What am I going to do with all this squash? If you have ever grown squash and zucchini, or you attend Texas farmers markets, there is no lack of squash and zucchini during the summer. This recipe came to me in a flash of inspiration and I’m a little crazy about it. The croquette is fried. It is hot and crisp, and it is a great served with a thick tomato slice and a cold dollop of herb mayonnaise. It is an exercise in nice contrasts, color-wise and otherwise.
You can use all squash, if you choose to. I like the zucchini because it adds a little flash of color. I also cubed the zucchini, while I shredded the squash. Again, it gives a little textural contrast even within the croquette. The frying takes no time at all, so the squash and zucchini are just al dente when you remove them from the oil. It is really nice, I think. I have chosen to use but two cups of peanut oil, so you fry them on one side and then turn them to cook on the other. Serve them hot. Prepare your plates with baby arugula and the slice of tomato, and have the mayonnaise ready to go. I think you are going to like this. This makes 8 croquettes. And, given the ingredients, it might be one of my most economical recipes for serving eight people.
Also, this is another good reason to start an herb garden. I used a little of everything. If I didn’t have it right outside my door and was paying for each bundle, I probably would have only used basil.
1 cup mayonnaise
¼ cup assorted fresh herbs (mostly basil, some oregano, sage, parsley, and Mexican mint marigold)
2 green onions, roughly chopped
1 clove garlic, roughly chopped
2 yellow squash, grated
1 zucchini, cut in ¼” cubes
1½ teaspoon kosher salt, divided use
½ cup shredded Parmesan cheese
½ cup plain bread crumbs
1½ tablespoons flour
¾ cup cornmeal
½ teaspoon cayenne pepper
½ teaspoon kosher salt
2 cups peanut oil
2 cups baby arugula
Combine the mayonnaise and the herbs, onions and garlic in the bowl of a food processor. Process until the herbs are finely chopped and incorporated fully. Spoon the prepared mayonnaise into a small bowl and place it in the refrigerator until serving time.
Toss the grated squash and cubed zucchini with 1 teaspoon of kosher salt and allow it to sit for 20 minutes. Use paper towels to press on the squash and zucchini to soak up the expelled water. Combine the zucchini, squash, cheese, breadcrumbs, and flour in a large bowl. Add the egg and stir to combine. Let the mixture rest for 5 minutes and then form the squash mixtures into ½“ thick patties.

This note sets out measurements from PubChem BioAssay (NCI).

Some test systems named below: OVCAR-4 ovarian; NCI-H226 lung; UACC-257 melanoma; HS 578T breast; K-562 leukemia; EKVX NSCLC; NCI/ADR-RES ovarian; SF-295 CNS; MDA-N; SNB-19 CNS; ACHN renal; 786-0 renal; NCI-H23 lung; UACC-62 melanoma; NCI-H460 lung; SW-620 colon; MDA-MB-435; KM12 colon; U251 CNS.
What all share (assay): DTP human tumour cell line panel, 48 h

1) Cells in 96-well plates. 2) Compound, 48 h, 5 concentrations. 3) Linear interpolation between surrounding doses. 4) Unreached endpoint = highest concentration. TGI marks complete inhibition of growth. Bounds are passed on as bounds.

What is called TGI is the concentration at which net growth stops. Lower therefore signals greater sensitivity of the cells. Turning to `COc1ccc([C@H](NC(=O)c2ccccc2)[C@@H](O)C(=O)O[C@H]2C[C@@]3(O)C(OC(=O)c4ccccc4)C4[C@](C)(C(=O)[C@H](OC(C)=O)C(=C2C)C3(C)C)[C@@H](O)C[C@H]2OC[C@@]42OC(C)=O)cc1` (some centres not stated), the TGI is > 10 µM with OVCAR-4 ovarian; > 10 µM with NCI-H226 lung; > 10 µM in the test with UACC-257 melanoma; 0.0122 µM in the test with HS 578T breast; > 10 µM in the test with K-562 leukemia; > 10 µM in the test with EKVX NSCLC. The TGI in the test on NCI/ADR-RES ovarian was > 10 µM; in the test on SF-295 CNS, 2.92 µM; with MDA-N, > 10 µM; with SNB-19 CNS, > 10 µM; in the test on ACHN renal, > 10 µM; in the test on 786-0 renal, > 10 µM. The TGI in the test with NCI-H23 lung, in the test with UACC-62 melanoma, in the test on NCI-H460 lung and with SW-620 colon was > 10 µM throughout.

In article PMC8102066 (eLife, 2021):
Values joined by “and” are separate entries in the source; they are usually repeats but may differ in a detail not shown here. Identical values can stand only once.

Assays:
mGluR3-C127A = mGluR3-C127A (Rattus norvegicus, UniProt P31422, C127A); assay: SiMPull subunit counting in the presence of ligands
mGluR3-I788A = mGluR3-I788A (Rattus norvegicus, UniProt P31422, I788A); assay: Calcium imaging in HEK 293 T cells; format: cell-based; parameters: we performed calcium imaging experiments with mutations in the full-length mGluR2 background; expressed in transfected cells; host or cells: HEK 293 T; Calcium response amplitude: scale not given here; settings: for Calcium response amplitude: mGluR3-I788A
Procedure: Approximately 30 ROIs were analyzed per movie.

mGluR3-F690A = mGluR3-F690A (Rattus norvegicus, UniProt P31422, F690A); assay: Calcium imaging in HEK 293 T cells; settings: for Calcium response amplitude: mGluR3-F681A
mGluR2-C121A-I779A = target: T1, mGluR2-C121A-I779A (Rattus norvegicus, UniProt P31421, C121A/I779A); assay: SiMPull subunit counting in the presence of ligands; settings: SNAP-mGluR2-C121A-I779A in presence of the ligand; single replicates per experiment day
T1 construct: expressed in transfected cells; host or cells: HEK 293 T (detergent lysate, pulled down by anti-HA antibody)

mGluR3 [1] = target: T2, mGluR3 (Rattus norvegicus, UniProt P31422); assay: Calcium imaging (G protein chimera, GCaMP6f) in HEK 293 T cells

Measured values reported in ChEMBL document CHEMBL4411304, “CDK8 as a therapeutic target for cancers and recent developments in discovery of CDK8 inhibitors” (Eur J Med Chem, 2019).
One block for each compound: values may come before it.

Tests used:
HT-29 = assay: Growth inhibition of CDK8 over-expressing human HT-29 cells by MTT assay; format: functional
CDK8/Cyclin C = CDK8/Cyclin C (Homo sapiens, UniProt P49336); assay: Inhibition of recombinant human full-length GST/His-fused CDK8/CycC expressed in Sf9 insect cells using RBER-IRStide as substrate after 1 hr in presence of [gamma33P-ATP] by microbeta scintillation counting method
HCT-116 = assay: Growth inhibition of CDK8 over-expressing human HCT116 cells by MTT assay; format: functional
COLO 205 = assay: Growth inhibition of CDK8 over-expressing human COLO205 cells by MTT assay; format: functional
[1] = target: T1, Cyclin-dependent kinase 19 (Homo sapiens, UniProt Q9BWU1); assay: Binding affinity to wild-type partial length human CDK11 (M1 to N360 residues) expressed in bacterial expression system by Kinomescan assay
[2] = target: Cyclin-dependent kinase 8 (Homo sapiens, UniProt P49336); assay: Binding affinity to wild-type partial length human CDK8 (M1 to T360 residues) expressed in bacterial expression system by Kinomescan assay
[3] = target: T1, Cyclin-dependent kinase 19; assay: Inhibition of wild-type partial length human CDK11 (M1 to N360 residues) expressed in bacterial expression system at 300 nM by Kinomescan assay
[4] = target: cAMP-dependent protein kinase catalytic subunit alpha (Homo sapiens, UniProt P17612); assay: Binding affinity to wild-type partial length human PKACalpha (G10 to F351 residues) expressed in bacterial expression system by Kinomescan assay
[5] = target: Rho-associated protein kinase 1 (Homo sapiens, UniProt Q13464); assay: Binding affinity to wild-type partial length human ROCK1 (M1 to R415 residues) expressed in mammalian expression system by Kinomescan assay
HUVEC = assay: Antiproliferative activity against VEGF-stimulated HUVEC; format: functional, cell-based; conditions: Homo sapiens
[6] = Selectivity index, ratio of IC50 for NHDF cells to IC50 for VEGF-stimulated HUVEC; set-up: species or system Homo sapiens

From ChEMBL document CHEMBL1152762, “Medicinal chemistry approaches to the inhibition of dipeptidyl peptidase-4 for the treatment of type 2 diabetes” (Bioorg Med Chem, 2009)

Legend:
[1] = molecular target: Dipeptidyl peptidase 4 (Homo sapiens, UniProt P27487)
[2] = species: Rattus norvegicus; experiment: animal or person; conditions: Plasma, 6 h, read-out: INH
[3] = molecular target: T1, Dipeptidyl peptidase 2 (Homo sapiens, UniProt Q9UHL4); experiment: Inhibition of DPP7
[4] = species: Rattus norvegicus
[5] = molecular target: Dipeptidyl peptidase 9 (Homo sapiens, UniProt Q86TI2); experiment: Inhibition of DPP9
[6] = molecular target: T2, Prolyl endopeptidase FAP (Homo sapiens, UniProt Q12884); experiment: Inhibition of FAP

Combine the cornmeal, cayenne and remaining ½ teaspoon of salt on a plate. Carefully, but thoroughly, coat each squash patty with the cornmeal. Heat the oil in a 10” skillet to 350 degrees. Carefully place four of the patties into the oil and allow them to fry until they are golden on the bottom. Turn and cook on the second side. Remove to a plate covered with a paper towel. Repeat with the remaining patties.
Divide the arugula between serving plates. Place a thick tomato slice on each plate. Place a croquette on each tomato and top it with a dollop of the herb mayonnaise.
You will be amazed by how much water zucchini and squash will expel once you expose them to salt. Don’t skip that step. It doesn’t take long and makes a big difference. They will still be slightly damp when they go into the bowl and this will help the binding process with the flour and bread crumbs. Also, these croquettes would be great without the salad set-up too. But do make the mayo, regardless. Frying is turning into a lost art. If you are not sure whether your oil is hot enough and you are having a hard time with the thermometer in such shallow oil, make a tiny ball of the batter and place it in the oil to test it. If it immediately begins to bubble you are ready to go. If your oil is not hot enough, the batter will absorb the oil. If it is too hot, it will brown before the middle gets hot enough. And, remember, always be careful when you fry. Tell any kids to get out of the kitchen for this part.
If you haven’t gotten to know your neighborhood or community farmers market yet, this is a great recipe to do so. You will find ample zucchini, squash, and tomatoes right now in many areas, but especially in Texas. Here is my list of local markets in Dallas. Also, I haven’t downloaded it yet, but I’ve seen that the Dallas Morning News has developed an iPhone app to keep us updated on the markets! This is on my to-do list. And, I’d like to also welcome St. Michael’s and All Angels church to the Dallas farmers market scene. They will open for business on June 30, 2012 and I am excited about it. Get out and meet your community. There is really no better way than finding and supporting your farmers market.